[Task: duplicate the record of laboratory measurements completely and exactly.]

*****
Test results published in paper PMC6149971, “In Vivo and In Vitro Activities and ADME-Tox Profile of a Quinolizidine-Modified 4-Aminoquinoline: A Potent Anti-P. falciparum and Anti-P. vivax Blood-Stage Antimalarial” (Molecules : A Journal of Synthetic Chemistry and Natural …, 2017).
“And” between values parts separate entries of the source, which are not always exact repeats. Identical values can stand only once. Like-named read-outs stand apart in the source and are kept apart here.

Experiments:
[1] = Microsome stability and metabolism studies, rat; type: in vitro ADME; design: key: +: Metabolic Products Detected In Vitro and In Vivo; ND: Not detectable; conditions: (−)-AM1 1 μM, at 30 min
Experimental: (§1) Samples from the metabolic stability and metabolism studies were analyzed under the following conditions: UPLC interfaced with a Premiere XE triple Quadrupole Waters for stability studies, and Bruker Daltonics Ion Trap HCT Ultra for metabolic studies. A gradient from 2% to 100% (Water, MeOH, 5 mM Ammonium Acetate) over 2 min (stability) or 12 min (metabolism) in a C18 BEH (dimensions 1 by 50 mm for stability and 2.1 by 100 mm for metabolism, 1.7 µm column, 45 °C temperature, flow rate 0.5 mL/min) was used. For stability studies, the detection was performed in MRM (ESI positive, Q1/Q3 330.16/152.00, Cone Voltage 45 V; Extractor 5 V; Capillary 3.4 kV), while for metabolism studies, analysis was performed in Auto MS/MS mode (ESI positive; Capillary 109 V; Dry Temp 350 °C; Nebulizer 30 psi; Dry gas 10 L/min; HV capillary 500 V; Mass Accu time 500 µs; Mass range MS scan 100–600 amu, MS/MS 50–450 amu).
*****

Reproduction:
Test results published in paper PMC6149971, “In Vivo and In Vitro Activities and ADME-Tox Profile of a Quinolizidine-Modified 4-Aminoquinoline: A Potent Anti-P. falciparum and Anti-P. vivax Blood-Stage Antimalarial” (Molecules : A Journal of Synthetic Chemistry and Natural …, 2017).
“And” between values parts separate entries of the source, which are not always exact repeats. Identical values can stand only once. Like-named read-outs stand apart in the source and are kept apart here.

Experiments:
[1] = Microsome stability and metabolism studies, rat; type: in vitro ADME; design: key: +: Metabolic Products Detected In Vitro and In Vivo; ND: Not detectable; conditions: (−)-AM1 1 μM, at 30 min
Experimental: (§1) Samples from the metabolic stability and metabolism studies were analyzed under the following conditions: UPLC interfaced with a Premiere XE triple Quadrupole Waters for stability studies, and Bruker Daltonics Ion Trap HCT Ultra for metabolic studies. A gradient from 2% to 100% (Water, MeOH, 5 mM Ammonium Acetate) over 2 min (stability) or 12 min (metabolism) in a C18 BEH (dimensions 1 by 50 mm for stability and 2.1 by 100 mm for metabolism, 1.7 µm column, 45 °C temperature, flow rate 0.5 mL/min) was used. For stability studies, the detection was performed in MRM (ESI positive, Q1/Q3 330.16/152.00, Cone Voltage 45 V; Extractor 5 V; Capillary 3.4 kV), while for metabolism studies, analysis was performed in Auto MS/MS mode (ESI positive; Capillary 109 V; Dry Temp 350 °C; Nebulizer 30 psi; Dry gas 10 L/min; HV capillary 500 V; Mass Accu time 500 µs; Mass range MS scan 100–600 amu, MS/MS 50–450 amu).